FIG. 5 shows how the various clock signals are employed to control the storage and retrieval of samples from memories 7 and 23. More specifically, the radar video signal is input at terminal A for storage by shift registers 9 and 11. The cockpit camera video signal is input at terminal B for storage by shift registers 25 and 27. At the output of shift registers 9, 11, 25, and 27 are connected switches 80, 82, 84 and 86, respectively. Switches 80 and 82 correspond to switch 15 in FIG. 1 while switches 84 and 86 correspond to switch 29 in FIG. 1. Switches 80, 82, 84, and 86, are shown as contact type single pole, single throw switches to the pole of which is connected an amplifier which controls its position. This is a simplified version of what in actuality is an electronic switch and is utilized here to facilitate the explanation of the invention. Signal SC is connected to each of the shift registers. It activates appropriate circuitry in the Fairchild CCD321 device which is believed to require no further explanation beyond what was mentioned regarding the signal above.
Signals S2A, S1A, S2B, and S1B, are connected to the clock inputs of shift registers 9, 11, 25, and 27. Keeping in mind what was mentioned earlier as to the relative timing of these signals, it will be readily apparent that, for an even line, signal S2A will clock samples into shift register 9 at 8.25 MHz. At the same time, switch 80 is held open by signal R2A to inhibit the output of the register from being displayed. While shift register 9 is storing samples of the radar signal, shift register 25 is storing cockpit camera video samples under control of clock S2B which is operating at a frequency of 8.25 MHz. Also, switch 84 will be held open under control of signal R2B. While shift registers 9 and 25 are storing information, shift registers 11 and 27 should be outputting information. Under control of signal S1A, shift register 11 will be clocking out information for the first half of the scan line at a rate of 16.5 MHz. Switch 82 at its output will be closed under the influence of signal R1A. For the second half of the scan line shift register 11 will be inactive since clock S1A is terminated. Shift register 27 will be outputting its stored samples for the second half of the scan line due to the presence of clock S1B at its input operating at a frequency of 16.5 MHz. Switch 86 at its output will be closed under the influence of signal R1B. For the first half of the scan line, shift register 27 was inactive since no clock signal S1B was present.
For an odd line, registers 9 and 25 will be outputting information whereas shift registers 11 and 27 will be inputting samples. More specifically, signal S2A will clock samples out of shift register 9 at a frequency of 16.5 MHz for the first half of the scan line. Shift register 25 will be inactive since no OUTCLOCK B signal is present. For the second half of the scan line, the OUTCLOCK A signal is terminated and OUTCLOCK B signal S2B will clock samples out of shift register 25 at 16.5 MHz. As to shift register 11, signal S1A clocks samples into storage at a frequency of 8.25 MHz. Signal S1B clocks samples into shift register 27 also at 8.25 MHz. Switches 84 and 80 will be closed, respectively, for the first and second halves of the scan line. Switches 82 and 86 will remain open for the entire duration of the scan line.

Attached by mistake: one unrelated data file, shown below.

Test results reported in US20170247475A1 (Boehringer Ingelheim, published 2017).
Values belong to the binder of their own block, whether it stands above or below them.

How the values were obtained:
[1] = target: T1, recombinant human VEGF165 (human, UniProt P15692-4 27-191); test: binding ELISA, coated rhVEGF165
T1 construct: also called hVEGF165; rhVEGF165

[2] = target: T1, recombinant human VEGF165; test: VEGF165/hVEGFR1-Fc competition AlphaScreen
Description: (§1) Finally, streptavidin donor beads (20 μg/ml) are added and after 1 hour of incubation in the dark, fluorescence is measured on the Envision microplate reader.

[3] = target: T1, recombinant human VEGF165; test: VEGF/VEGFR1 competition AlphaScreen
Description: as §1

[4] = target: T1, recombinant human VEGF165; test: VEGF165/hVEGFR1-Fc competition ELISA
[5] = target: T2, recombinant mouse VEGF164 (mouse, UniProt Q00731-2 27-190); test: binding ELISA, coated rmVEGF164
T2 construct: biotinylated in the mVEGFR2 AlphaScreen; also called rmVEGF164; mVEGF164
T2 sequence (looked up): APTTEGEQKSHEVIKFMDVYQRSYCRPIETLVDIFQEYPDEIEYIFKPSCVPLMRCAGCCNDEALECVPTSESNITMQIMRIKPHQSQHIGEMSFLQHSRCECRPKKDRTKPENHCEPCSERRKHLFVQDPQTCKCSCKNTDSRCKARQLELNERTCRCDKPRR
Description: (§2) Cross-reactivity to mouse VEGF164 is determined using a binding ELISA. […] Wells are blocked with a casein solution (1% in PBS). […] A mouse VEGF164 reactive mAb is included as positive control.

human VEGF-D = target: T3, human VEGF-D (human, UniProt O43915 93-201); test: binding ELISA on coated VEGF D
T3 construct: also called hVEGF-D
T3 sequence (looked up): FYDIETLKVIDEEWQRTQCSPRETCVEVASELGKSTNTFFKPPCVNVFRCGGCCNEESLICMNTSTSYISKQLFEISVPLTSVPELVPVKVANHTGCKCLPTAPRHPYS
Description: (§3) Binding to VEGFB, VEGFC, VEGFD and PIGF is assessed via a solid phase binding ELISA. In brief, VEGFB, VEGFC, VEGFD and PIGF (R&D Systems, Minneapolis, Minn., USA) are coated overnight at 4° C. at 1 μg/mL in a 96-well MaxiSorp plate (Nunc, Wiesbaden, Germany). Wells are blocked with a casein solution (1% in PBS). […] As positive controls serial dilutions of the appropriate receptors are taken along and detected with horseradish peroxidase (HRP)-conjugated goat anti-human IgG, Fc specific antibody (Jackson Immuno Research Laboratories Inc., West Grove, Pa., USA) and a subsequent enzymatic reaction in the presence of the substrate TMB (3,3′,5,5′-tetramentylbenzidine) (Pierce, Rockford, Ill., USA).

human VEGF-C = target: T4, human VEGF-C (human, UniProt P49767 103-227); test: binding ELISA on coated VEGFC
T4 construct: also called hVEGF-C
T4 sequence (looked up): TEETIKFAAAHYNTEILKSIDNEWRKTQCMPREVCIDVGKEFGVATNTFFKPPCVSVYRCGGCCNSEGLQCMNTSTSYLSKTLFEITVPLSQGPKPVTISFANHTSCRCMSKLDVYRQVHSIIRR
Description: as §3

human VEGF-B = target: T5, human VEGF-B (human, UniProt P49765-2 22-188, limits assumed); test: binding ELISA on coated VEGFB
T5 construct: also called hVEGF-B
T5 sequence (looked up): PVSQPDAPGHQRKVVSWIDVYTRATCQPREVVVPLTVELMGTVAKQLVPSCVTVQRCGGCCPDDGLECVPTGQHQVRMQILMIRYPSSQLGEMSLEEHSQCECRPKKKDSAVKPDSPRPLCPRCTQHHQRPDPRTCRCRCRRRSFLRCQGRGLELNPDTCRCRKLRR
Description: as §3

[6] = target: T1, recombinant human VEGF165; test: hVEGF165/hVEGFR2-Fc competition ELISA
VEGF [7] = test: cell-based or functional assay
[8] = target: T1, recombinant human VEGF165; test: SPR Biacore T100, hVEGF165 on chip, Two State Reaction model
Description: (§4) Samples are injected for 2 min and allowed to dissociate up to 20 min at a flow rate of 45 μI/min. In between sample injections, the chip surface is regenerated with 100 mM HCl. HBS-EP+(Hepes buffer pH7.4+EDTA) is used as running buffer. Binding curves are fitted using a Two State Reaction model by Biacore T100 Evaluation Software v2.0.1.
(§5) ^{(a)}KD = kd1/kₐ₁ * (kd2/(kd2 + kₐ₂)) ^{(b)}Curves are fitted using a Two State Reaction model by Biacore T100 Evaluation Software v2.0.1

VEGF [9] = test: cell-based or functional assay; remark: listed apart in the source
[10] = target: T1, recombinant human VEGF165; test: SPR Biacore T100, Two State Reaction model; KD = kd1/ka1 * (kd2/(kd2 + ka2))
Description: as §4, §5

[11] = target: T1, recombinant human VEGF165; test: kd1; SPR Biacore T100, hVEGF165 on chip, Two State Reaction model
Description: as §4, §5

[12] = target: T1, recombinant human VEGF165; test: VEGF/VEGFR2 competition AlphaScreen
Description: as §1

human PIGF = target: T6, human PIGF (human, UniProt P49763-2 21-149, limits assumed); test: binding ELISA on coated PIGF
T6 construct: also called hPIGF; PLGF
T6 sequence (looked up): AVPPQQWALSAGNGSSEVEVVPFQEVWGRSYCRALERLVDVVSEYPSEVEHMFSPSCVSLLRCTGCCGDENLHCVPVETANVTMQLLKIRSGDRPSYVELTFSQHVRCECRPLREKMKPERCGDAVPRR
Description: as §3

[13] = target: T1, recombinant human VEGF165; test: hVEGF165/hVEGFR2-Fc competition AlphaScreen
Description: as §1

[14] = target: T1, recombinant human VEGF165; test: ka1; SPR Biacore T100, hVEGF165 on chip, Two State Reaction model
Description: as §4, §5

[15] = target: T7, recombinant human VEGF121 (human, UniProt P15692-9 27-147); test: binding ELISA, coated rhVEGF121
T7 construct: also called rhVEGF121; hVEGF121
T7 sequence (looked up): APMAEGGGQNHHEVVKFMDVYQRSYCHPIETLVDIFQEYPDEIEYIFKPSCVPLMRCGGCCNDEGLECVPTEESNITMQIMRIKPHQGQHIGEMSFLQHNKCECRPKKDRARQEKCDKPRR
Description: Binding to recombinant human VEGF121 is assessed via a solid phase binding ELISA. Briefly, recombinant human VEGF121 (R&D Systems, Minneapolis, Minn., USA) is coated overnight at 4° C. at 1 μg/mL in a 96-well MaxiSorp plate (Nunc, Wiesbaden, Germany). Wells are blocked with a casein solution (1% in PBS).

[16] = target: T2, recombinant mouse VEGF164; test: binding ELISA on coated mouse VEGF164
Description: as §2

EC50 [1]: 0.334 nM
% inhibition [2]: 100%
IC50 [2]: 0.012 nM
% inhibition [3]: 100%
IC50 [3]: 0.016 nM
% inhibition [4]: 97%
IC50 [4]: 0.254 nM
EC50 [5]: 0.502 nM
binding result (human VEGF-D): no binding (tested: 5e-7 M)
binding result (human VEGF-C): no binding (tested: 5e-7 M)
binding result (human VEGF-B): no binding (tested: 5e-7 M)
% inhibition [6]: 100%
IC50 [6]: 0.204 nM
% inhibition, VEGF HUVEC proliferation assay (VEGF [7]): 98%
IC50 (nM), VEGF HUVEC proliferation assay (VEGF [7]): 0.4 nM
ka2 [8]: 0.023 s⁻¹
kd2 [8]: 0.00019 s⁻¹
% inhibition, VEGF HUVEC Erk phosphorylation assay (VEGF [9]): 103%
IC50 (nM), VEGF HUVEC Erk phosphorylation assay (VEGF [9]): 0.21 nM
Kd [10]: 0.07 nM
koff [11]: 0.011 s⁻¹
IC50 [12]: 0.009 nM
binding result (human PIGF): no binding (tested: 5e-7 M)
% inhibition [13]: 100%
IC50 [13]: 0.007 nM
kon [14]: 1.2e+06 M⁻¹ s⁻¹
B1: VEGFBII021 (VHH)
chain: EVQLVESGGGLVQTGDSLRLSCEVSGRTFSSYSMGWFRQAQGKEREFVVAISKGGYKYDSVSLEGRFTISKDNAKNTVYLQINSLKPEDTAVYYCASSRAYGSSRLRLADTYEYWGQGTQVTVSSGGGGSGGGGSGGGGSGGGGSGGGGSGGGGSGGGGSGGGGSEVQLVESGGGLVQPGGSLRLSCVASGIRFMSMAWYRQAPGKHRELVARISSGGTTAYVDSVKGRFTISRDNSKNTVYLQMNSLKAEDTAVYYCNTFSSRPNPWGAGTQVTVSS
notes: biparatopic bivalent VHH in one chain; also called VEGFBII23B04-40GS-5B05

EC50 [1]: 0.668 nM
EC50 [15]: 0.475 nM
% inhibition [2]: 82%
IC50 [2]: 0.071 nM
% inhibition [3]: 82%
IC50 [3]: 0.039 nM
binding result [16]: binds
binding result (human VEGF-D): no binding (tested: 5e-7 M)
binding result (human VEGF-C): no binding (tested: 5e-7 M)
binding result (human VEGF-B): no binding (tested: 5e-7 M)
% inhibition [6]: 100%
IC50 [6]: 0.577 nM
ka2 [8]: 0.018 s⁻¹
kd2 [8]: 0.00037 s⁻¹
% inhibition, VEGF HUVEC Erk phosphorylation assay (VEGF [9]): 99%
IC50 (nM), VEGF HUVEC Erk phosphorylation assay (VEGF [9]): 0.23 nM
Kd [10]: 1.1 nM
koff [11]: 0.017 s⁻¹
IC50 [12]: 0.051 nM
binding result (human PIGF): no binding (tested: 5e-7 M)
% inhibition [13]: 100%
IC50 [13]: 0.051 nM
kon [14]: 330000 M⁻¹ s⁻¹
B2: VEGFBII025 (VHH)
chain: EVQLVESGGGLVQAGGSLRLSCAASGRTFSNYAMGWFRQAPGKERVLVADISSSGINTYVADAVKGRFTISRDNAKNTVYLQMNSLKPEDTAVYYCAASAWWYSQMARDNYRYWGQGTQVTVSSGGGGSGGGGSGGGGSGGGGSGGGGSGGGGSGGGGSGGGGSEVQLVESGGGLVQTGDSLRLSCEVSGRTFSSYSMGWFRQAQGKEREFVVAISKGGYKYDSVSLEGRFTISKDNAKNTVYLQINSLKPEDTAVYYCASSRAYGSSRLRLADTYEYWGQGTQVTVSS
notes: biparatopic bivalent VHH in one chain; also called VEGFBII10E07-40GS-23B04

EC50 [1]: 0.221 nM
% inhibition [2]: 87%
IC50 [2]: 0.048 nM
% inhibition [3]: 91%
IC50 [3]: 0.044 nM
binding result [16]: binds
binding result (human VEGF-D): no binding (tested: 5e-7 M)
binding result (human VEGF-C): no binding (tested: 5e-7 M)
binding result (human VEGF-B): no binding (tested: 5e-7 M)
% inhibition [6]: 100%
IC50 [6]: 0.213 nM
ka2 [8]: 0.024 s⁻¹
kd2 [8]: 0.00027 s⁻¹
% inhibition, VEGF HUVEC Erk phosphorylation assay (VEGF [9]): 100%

It should be clear from all of the above that the invention provides a compact, relatively low cost and light, yet effective, apparatus for producing a compressed picture. This is achieved primarily by resort to analog memory for storing the analog video signals in place of the complex circuitry used in the art previously which relied on A/D circuitry and digital memory Moreover, two compressed pictures derived from two independent video sources are elegantly combined by a timing circuit which generates eight clock signals having a relatively complex timing relationship with digital circuitry employing minimal components to reduce size, weight and cost. These factors are important generally but all the more so in the aircraft environment, discussed above, contemplated for the preferred embodiment of the invention.
Although the above discussion describes the preferred embodiment of the invention, it will be readily apparent that various modifications of the described circuits are possible. For example, one of the sources of video signals can incorporate some of the components of the disclosed circuit. More specifically, should the cockpit camera be a CCD type camera, the camera itself can act as memory 23. Thus a separate memory would not be required. Picture compression of the image detected by the CCD camera would thus be achievable by clocking out the information stored in the CCD camera at twice the normal rate. Furthermore, the digital gating circuitry used to derive the various clock signals should be looked upon as exemplary since many other ways of deriving such signals will readily occur to one familiar with this art. These and other modifications should all be considered as part of the invention as defined by the following claims.
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|U.S. Classification||348/588, 348/E05.111, 348/564, 348/568, 348/E05.053|
|International Classification||H04N5/44, H04N5/262|
|Cooperative Classification||H04N5/2624, H04N7/0122|
|European Classification||H04N7/01G5, H04N5/262M|
|Jan 3, 1984||CC||Certificate of correction|
|Jan 12, 1987||FPAY||Fee payment|
Year of fee payment: 4
|Mar 19, 1991||REMI||Maintenance fee reminder mailed|
|Jun 24, 1991||FPAY||Fee payment|
Year of fee payment: 8
|Jun 24, 1991||SULP||Surcharge for late payment|
|Mar 21, 1995||REMI||Maintenance fee reminder mailed|
|Aug 13, 1995||LAPS||Lapse for failure to pay maintenance fees|
|Oct 24, 1995||FP||Expired due to failure to pay maintenance fee|
Effective date: 19950816